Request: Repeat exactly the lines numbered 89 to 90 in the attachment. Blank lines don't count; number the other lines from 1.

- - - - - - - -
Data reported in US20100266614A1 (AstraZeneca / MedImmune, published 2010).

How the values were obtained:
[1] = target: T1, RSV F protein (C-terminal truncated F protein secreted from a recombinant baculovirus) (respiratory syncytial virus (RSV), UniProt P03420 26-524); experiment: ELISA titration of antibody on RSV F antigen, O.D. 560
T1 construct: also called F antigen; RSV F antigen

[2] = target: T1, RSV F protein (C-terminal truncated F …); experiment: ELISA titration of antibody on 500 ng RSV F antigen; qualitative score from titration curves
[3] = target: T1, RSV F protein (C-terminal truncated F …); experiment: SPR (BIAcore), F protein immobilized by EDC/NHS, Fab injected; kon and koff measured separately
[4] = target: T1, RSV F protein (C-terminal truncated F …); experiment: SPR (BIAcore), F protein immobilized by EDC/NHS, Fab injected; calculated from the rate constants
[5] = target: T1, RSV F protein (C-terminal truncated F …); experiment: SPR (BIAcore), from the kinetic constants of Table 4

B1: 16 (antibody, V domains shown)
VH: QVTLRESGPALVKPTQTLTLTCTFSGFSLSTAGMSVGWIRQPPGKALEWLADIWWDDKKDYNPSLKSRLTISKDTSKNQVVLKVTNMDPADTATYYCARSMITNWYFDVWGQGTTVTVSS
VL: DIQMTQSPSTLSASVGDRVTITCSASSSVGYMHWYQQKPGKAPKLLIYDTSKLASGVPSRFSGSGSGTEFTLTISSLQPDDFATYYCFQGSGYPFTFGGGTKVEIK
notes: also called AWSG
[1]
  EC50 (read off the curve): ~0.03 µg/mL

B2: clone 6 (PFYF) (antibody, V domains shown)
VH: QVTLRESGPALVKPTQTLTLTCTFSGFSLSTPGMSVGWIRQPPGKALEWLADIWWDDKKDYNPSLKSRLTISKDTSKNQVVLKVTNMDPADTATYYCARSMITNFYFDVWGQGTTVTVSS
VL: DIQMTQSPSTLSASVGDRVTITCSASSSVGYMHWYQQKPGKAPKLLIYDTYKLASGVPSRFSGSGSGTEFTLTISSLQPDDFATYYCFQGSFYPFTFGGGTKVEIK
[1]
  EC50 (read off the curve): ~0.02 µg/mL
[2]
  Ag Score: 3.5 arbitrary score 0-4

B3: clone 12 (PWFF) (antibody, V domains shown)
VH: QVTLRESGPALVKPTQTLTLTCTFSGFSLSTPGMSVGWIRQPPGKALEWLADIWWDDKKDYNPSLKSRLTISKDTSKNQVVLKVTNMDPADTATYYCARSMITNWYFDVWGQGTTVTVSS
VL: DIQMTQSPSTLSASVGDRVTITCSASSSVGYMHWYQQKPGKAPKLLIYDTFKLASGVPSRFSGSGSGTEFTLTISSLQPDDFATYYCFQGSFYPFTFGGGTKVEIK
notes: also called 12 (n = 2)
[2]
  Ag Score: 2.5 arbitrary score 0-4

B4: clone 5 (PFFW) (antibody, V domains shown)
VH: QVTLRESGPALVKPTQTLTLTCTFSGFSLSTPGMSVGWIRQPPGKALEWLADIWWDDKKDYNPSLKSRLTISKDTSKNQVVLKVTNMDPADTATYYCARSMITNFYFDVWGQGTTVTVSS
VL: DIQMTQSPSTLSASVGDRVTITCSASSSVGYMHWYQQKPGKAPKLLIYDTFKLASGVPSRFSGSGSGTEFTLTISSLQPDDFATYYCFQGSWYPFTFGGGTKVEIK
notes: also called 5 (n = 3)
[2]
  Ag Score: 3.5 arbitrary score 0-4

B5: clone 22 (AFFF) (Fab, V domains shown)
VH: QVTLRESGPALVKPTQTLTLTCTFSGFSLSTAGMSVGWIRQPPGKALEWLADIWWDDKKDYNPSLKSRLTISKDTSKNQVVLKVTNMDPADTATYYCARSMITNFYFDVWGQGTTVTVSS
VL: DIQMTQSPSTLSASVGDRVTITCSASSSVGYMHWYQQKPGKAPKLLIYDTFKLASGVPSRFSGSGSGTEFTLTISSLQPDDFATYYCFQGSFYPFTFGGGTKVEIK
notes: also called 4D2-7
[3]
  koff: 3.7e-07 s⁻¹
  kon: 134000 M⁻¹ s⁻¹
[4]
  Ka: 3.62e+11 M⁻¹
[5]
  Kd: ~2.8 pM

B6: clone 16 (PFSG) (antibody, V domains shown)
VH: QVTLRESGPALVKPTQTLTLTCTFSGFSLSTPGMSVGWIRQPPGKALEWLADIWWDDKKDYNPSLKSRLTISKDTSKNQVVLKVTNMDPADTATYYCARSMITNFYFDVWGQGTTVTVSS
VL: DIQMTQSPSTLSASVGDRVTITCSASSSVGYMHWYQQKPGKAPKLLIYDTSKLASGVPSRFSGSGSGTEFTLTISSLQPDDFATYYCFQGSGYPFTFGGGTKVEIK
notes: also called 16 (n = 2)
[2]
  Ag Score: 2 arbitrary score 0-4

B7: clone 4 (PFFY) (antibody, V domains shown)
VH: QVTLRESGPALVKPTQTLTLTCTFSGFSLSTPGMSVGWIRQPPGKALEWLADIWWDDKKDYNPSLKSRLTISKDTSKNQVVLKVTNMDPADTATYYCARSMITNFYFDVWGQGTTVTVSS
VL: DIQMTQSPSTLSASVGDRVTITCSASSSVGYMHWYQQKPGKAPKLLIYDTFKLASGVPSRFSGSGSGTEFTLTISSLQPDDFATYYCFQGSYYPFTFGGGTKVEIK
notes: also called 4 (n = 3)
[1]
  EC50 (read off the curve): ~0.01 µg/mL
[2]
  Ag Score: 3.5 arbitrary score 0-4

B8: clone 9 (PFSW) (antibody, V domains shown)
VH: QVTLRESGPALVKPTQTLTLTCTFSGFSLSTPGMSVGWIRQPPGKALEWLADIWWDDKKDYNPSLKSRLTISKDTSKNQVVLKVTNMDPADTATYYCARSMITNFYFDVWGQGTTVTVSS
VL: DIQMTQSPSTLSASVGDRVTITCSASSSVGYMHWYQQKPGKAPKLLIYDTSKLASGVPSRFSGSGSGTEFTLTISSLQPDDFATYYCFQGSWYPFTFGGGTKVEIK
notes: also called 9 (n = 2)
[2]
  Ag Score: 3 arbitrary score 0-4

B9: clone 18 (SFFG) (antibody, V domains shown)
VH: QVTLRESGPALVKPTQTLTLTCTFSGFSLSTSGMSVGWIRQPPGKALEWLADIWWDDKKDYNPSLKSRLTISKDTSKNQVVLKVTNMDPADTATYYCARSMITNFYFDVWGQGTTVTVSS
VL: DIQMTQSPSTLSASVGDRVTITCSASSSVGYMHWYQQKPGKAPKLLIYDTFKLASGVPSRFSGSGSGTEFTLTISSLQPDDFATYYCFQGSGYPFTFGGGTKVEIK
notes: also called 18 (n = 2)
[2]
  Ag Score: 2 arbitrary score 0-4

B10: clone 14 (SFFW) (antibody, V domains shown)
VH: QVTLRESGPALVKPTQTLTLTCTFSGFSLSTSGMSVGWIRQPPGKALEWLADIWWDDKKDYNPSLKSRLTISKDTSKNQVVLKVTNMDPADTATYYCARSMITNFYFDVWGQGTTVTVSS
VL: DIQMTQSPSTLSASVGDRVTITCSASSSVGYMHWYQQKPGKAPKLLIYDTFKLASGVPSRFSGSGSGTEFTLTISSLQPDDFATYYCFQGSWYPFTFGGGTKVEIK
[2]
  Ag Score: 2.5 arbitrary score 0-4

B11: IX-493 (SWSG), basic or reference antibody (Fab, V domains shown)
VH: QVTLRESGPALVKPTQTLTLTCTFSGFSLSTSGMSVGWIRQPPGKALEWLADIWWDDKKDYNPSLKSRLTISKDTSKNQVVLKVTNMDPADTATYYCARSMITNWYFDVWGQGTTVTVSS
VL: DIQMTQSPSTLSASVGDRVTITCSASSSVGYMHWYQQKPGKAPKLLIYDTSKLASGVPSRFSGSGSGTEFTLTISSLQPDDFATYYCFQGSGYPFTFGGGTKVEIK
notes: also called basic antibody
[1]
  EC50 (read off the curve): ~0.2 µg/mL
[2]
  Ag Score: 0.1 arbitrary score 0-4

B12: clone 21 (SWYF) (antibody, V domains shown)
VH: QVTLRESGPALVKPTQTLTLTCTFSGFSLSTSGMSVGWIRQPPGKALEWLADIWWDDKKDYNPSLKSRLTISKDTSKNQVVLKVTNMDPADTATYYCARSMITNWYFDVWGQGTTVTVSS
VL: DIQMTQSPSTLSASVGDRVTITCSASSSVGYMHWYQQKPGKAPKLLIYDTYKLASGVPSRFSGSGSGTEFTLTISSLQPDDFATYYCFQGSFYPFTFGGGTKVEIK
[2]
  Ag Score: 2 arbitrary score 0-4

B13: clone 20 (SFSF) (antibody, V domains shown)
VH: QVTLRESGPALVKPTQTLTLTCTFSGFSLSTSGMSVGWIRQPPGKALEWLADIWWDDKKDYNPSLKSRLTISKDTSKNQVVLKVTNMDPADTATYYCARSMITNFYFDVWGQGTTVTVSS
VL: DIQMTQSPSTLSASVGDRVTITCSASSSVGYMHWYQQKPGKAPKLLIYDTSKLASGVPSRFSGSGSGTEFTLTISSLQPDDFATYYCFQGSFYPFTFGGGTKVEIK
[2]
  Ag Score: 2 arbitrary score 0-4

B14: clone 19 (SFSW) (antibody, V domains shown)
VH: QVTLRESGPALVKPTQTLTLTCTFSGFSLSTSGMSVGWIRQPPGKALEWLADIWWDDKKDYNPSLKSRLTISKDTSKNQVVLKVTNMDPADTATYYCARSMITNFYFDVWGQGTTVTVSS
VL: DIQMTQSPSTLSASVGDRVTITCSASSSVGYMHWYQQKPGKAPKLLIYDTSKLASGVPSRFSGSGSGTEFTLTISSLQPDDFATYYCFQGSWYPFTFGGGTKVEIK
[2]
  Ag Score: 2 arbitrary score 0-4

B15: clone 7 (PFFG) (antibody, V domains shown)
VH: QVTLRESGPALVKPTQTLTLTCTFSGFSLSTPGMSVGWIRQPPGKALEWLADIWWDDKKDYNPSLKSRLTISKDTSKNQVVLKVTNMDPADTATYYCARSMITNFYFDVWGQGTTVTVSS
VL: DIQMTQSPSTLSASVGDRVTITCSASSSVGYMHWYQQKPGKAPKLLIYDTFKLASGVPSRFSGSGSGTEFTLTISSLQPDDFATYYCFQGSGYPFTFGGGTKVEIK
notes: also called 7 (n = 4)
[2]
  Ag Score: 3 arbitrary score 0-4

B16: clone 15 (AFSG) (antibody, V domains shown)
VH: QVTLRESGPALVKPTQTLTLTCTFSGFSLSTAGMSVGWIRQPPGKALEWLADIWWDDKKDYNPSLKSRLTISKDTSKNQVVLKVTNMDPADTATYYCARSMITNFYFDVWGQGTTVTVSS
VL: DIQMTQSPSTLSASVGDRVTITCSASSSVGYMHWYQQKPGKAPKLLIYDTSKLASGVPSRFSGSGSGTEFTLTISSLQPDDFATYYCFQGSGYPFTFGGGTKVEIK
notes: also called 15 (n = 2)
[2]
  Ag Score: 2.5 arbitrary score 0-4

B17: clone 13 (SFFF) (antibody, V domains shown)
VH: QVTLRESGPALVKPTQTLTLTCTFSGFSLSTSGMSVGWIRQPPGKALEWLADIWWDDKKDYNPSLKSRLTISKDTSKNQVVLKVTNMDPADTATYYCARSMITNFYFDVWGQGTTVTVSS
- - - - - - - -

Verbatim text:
B13: clone 20 (SFSF) (antibody, V domains shown)
VH: QVTLRESGPALVKPTQTLTLTCTFSGFSLSTSGMSVGWIRQPPGKALEWLADIWWDDKKDYNPSLKSRLTISKDTSKNQVVLKVTNMDPADTATYYCARSMITNFYFDVWGQGTTVTVSS